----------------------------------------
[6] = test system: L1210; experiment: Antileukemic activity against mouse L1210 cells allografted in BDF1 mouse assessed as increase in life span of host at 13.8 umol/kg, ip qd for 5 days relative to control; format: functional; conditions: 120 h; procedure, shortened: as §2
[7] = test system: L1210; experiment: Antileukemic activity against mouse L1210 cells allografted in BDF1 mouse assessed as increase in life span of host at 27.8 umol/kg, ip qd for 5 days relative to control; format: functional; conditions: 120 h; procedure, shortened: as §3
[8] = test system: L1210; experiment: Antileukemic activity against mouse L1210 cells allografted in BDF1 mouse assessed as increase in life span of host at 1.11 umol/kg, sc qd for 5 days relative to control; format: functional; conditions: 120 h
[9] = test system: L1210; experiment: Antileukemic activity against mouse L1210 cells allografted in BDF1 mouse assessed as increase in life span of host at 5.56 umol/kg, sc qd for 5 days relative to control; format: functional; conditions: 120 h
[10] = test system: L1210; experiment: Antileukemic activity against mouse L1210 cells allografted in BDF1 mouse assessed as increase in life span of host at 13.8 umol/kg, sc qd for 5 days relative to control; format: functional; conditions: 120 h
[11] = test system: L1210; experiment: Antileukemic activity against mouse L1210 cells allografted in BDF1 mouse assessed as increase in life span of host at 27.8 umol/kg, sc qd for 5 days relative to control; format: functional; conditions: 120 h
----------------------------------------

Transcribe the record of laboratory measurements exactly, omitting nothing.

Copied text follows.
[6] = test system: L1210; experiment: Antileukemic activity against mouse L1210 cells allografted in BDF1 mouse assessed as increase in life span of host at 13.8 umol/kg, ip qd for 5 days relative to control; format: functional; conditions: 120 h; procedure, shortened: as §2
[7] = test system: L1210; experiment: Antileukemic activity against mouse L1210 cells allografted in BDF1 mouse assessed as increase in life span of host at 27.8 umol/kg, ip qd for 5 days relative to control; format: functional; conditions: 120 h; procedure, shortened: as §3
[8] = test system: L1210; experiment: Antileukemic activity against mouse L1210 cells allografted in BDF1 mouse assessed as increase in life span of host at 1.11 umol/kg, sc qd for 5 days relative to control; format: functional; conditions: 120 h
[9] = test system: L1210; experiment: Antileukemic activity against mouse L1210 cells allografted in BDF1 mouse assessed as increase in life span of host at 5.56 umol/kg, sc qd for 5 days relative to control; format: functional; conditions: 120 h
[10] = test system: L1210; experiment: Antileukemic activity against mouse L1210 cells allografted in BDF1 mouse assessed as increase in life span of host at 13.8 umol/kg, sc qd for 5 days relative to control; format: functional; conditions: 120 h
[11] = test system: L1210; experiment: Antileukemic activity against mouse L1210 cells allografted in BDF1 mouse assessed as increase in life span of host at 27.8 umol/kg, sc qd for 5 days relative to control; format: functional; conditions: 120 h